This petition was created by Occupy for Animals and has been submitted to the European Parliament for official registration.
For more information and other petitions, please visit: http://occupyforanimals.wix.com/straysofeurope
In 2012, keeping dogs chained is unfortunately still an all too common practice in many European countries.
Kept "out of sight, out of mind" in the back yard or as a guard dog to alarm his/her owner when someone comes, chained dogs are forced to live chained up their entire life.
Chained dogs are often deprived of adequate food, water, and veterinary care, in addition to having their emotional and social needs completely ignored. Most are denied proper shelter. Some have old rusty barrels for dog house, or even no barrels or any protection at all. Their shelters do not give any protection to bad weather and they are like ovens during the summer months providing no relief from the scorching sun. Countless chained dogs have frozen to death during cold snaps or died of heatstroke on sweltering summer days.
Chained dogs are also totally vulnerable to other animals and cruel people, and many chained dogs have been stolen, set on fire, shot, stabbed, tortured, or poisoned by cruel passers-by or neighbours who were annoyed by their barking.
Chaining a dog – there couldn't be a crueller punishment for these social pack animals who want - and deserve – only one thing: companionship.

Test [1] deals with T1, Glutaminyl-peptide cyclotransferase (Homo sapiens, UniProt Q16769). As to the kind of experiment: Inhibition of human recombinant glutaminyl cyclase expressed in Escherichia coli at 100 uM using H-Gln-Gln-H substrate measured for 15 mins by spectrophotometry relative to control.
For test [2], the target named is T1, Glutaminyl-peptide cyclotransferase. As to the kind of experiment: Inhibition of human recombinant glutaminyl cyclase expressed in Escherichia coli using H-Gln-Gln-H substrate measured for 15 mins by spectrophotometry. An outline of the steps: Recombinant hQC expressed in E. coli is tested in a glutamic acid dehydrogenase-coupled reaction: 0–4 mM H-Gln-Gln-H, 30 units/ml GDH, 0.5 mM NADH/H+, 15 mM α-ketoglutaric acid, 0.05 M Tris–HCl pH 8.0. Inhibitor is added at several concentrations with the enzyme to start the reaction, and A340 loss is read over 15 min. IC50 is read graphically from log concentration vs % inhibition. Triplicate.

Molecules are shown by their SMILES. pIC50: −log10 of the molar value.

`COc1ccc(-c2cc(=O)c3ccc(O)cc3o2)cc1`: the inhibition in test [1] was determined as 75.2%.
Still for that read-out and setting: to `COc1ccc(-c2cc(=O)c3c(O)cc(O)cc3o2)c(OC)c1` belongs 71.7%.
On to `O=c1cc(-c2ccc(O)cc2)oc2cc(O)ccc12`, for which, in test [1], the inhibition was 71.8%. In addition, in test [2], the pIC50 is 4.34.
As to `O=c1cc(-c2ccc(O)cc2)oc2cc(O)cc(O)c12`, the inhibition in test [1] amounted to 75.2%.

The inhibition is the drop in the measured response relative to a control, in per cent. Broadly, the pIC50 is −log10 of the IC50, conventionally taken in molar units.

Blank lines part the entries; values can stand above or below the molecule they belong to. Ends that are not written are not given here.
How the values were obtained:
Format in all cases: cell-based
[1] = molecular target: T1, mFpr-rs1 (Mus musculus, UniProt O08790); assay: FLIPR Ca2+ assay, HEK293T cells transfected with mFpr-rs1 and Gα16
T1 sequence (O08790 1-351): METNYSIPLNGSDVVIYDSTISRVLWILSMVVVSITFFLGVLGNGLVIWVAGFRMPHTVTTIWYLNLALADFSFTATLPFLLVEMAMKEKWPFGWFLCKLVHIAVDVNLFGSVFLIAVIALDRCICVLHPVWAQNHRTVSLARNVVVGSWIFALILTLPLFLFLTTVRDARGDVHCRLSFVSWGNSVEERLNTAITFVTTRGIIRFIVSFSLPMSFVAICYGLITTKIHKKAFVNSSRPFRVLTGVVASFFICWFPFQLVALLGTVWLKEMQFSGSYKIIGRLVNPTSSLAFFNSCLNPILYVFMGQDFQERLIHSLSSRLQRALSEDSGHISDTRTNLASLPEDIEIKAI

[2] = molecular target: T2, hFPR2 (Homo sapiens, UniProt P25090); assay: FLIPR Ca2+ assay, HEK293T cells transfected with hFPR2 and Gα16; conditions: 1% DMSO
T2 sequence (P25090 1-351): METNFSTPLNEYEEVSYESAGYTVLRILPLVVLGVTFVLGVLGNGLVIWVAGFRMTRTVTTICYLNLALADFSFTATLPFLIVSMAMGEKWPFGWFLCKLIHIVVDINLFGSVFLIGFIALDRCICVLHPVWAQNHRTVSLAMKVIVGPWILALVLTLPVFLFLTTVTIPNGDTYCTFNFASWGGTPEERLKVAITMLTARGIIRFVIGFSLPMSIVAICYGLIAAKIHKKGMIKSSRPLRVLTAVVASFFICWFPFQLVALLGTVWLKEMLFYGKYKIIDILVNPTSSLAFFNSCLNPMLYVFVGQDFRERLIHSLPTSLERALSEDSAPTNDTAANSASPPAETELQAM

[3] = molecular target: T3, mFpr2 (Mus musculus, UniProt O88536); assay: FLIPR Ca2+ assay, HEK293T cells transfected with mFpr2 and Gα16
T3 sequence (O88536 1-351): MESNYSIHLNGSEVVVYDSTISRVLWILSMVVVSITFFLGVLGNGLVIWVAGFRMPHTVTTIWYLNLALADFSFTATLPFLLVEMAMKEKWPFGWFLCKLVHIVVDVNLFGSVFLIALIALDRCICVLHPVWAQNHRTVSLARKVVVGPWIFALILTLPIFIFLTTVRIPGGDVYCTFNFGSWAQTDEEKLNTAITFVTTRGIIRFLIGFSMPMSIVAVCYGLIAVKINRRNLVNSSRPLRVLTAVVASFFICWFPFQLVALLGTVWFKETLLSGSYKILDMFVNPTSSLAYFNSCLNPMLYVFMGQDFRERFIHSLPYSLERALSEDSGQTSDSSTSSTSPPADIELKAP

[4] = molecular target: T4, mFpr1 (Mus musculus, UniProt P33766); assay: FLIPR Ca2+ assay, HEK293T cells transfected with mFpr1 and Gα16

Dogs are naturally social beings who thrive on interaction with human beings and other animals. In the wild, dogs and wolves live, eat, sleep, and hunt with a family of other canines. Dogs are genetically determined to live in a group.
A dog kept chained alone in one spot for hours, days, months, or even years suffers immense psychological damage. An otherwise friendly and docile dog, when kept continuously chained, becomes neurotic, unhappy, anxious, and often aggressive. In many cases, the necks of chained dogs become raw and covered with sores, the result of improperly fitted collars and the dogs' constant yanking and straining to escape confinement. Some chained dogs have collars embedded in their necks, the result of years of neglect at the end of a chain. Chained dogs frequently become entangled in their chains, too, and unable to access food, water, and shelter.
Given these cruel living conditions, it's no surprise that chained dogs often become aggressive and attack children or other people who approach them. Chained dogs are more likely to bite because they are usually unsocialized; their living space is reduced to a few square meters, which heightens their territoriality; and they don't have the option of escaping during a confrontation.
No modern, civilized country in Europe should have chained dogs and we ask the European Commission to ban this practice in all countries member of the European Union.
Given the European Convention for the Protection of Pet Animals, clearly states:
Chapter II – Principles for the keeping of pet animals
Article 3 – Basic principles for animal welfare
1. Nobody shall cause a pet animal unnecessary pain, suffering or distress
we ask the Council of Europe to ensure that countries that have signed the European Convention for the Protection of Pet Animals punish people that chain their dog(s) as it clearly is an 'unnecessary pain, a suffering and a distress' for the chained companion animal.